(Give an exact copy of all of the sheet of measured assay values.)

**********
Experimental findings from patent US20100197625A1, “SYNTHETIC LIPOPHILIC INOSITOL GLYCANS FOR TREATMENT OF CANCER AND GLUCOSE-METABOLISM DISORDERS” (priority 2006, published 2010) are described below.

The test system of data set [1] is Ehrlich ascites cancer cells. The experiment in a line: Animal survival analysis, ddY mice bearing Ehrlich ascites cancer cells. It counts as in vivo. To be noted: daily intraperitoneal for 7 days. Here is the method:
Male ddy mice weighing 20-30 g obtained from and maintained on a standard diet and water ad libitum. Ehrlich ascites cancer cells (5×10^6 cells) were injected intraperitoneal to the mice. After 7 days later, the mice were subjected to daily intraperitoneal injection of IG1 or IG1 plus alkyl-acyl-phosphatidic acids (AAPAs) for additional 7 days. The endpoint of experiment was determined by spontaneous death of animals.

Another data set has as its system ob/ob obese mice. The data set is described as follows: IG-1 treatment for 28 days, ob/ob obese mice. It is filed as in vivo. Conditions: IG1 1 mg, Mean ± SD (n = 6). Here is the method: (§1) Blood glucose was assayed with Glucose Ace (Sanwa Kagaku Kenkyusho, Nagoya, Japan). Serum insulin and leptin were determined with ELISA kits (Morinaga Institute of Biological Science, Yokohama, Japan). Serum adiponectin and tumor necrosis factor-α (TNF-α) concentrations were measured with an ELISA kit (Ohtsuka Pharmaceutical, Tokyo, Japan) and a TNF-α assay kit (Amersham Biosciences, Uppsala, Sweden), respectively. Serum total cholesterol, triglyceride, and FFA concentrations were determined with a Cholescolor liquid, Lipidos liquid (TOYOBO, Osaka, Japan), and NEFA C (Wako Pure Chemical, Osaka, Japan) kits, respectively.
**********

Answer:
Experimental findings from patent US20100197625A1, “SYNTHETIC LIPOPHILIC INOSITOL GLYCANS FOR TREATMENT OF CANCER AND GLUCOSE-METABOLISM DISORDERS” (priority 2006, published 2010) are described below.

The test system of data set [1] is Ehrlich ascites cancer cells. The experiment in a line: Animal survival analysis, ddY mice bearing Ehrlich ascites cancer cells. It counts as in vivo. To be noted: daily intraperitoneal for 7 days. Here is the method:
Male ddy mice weighing 20-30 g obtained from and maintained on a standard diet and water ad libitum. Ehrlich ascites cancer cells (5×10^6 cells) were injected intraperitoneal to the mice. After 7 days later, the mice were subjected to daily intraperitoneal injection of IG1 or IG1 plus alkyl-acyl-phosphatidic acids (AAPAs) for additional 7 days. The endpoint of experiment was determined by spontaneous death of animals.

Another data set has as its system ob/ob obese mice. The data set is described as follows: IG-1 treatment for 28 days, ob/ob obese mice. It is filed as in vivo. Conditions: IG1 1 mg, Mean ± SD (n = 6). Here is the method: (§1) Blood glucose was assayed with Glucose Ace (Sanwa Kagaku Kenkyusho, Nagoya, Japan). Serum insulin and leptin were determined with ELISA kits (Morinaga Institute of Biological Science, Yokohama, Japan). Serum adiponectin and tumor necrosis factor-α (TNF-α) concentrations were measured with an ELISA kit (Ohtsuka Pharmaceutical, Tokyo, Japan) and a TNF-α assay kit (Amersham Biosciences, Uppsala, Sweden), respectively. Serum total cholesterol, triglyceride, and FFA concentrations were determined with a Cholescolor liquid, Lipidos liquid (TOYOBO, Osaka, Japan), and NEFA C (Wako Pure Chemical, Osaka, Japan) kits, respectively.